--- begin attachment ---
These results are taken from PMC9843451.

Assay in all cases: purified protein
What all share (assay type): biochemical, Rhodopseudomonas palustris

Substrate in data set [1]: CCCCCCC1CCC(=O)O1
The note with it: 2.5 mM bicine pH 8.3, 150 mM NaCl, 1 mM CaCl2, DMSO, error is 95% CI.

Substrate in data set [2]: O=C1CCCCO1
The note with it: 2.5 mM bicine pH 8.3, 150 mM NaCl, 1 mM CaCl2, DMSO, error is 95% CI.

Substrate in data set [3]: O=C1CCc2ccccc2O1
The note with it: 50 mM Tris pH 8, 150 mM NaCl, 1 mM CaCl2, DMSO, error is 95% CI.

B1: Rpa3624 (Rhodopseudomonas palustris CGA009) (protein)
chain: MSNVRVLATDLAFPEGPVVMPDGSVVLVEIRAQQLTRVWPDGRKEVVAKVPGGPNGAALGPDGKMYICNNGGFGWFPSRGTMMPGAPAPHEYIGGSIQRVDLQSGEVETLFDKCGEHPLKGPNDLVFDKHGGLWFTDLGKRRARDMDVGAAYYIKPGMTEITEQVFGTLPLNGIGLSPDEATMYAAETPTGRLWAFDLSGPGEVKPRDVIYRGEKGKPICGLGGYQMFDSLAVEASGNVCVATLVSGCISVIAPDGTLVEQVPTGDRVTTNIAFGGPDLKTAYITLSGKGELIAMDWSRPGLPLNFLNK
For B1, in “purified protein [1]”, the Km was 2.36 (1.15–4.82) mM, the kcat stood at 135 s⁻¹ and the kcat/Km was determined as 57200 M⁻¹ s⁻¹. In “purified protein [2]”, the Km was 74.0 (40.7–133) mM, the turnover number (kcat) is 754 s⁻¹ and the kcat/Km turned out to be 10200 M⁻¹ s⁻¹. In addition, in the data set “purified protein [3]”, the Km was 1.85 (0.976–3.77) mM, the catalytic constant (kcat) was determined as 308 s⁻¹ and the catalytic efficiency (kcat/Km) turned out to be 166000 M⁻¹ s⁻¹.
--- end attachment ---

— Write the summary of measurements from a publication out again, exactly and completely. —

These results are taken from PMC9843451.

Assay in all cases: purified protein
What all share (assay type): biochemical, Rhodopseudomonas palustris

Substrate in data set [1]: CCCCCCC1CCC(=O)O1
The note with it: 2.5 mM bicine pH 8.3, 150 mM NaCl, 1 mM CaCl2, DMSO, error is 95% CI.

Substrate in data set [2]: O=C1CCCCO1
The note with it: 2.5 mM bicine pH 8.3, 150 mM NaCl, 1 mM CaCl2, DMSO, error is 95% CI.

Substrate in data set [3]: O=C1CCc2ccccc2O1
The note with it: 50 mM Tris pH 8, 150 mM NaCl, 1 mM CaCl2, DMSO, error is 95% CI.

B1: Rpa3624 (Rhodopseudomonas palustris CGA009) (protein)
chain: MSNVRVLATDLAFPEGPVVMPDGSVVLVEIRAQQLTRVWPDGRKEVVAKVPGGPNGAALGPDGKMYICNNGGFGWFPSRGTMMPGAPAPHEYIGGSIQRVDLQSGEVETLFDKCGEHPLKGPNDLVFDKHGGLWFTDLGKRRARDMDVGAAYYIKPGMTEITEQVFGTLPLNGIGLSPDEATMYAAETPTGRLWAFDLSGPGEVKPRDVIYRGEKGKPICGLGGYQMFDSLAVEASGNVCVATLVSGCISVIAPDGTLVEQVPTGDRVTTNIAFGGPDLKTAYITLSGKGELIAMDWSRPGLPLNFLNK
For B1, in “purified protein [1]”, the Km was 2.36 (1.15–4.82) mM, the kcat stood at 135 s⁻¹ and the kcat/Km was determined as 57200 M⁻¹ s⁻¹. In “purified protein [2]”, the Km was 74.0 (40.7–133) mM, the turnover number (kcat) is 754 s⁻¹ and the kcat/Km turned out to be 10200 M⁻¹ s⁻¹. In addition, in the data set “purified protein [3]”, the Km was 1.85 (0.976–3.77) mM, the catalytic constant (kcat) was determined as 308 s⁻¹ and the catalytic efficiency (kcat/Km) turned out to be 166000 M⁻¹ s⁻¹.